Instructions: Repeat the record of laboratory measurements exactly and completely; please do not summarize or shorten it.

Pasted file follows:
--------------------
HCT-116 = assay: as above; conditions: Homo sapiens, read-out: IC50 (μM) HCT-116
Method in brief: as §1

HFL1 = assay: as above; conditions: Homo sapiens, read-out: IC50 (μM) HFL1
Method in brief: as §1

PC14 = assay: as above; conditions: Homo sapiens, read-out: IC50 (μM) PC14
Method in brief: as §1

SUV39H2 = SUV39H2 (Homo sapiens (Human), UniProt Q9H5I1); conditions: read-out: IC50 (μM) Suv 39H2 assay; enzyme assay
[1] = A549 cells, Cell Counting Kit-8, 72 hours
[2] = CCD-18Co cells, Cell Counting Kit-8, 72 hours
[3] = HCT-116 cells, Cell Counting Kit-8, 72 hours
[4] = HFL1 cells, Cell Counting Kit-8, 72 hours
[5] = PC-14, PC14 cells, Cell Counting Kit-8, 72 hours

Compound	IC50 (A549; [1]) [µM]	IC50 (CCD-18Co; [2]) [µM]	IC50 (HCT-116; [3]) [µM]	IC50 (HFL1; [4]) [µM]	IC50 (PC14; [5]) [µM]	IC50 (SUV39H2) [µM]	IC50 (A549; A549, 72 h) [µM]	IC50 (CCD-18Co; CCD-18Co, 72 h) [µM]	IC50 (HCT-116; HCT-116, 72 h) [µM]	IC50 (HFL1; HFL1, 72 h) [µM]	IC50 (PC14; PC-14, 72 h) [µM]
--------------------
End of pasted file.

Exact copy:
HCT-116 = assay: as above; conditions: Homo sapiens, read-out: IC50 (μM) HCT-116
Method in brief: as §1

HFL1 = assay: as above; conditions: Homo sapiens, read-out: IC50 (μM) HFL1
Method in brief: as §1

PC14 = assay: as above; conditions: Homo sapiens, read-out: IC50 (μM) PC14
Method in brief: as §1

SUV39H2 = SUV39H2 (Homo sapiens (Human), UniProt Q9H5I1); conditions: read-out: IC50 (μM) Suv 39H2 assay; enzyme assay
[1] = A549 cells, Cell Counting Kit-8, 72 hours
[2] = CCD-18Co cells, Cell Counting Kit-8, 72 hours
[3] = HCT-116 cells, Cell Counting Kit-8, 72 hours
[4] = HFL1 cells, Cell Counting Kit-8, 72 hours
[5] = PC-14, PC14 cells, Cell Counting Kit-8, 72 hours

Compound	IC50 (A549; [1]) [µM]	IC50 (CCD-18Co; [2]) [µM]	IC50 (HCT-116; [3]) [µM]	IC50 (HFL1; [4]) [µM]	IC50 (PC14; [5]) [µM]	IC50 (SUV39H2) [µM]	IC50 (A549; A549, 72 h) [µM]	IC50 (CCD-18Co; CCD-18Co, 72 h) [µM]	IC50 (HCT-116; HCT-116, 72 h) [µM]	IC50 (HFL1; HFL1, 72 h) [µM]	IC50 (PC14; PC-14, 72 h) [µM]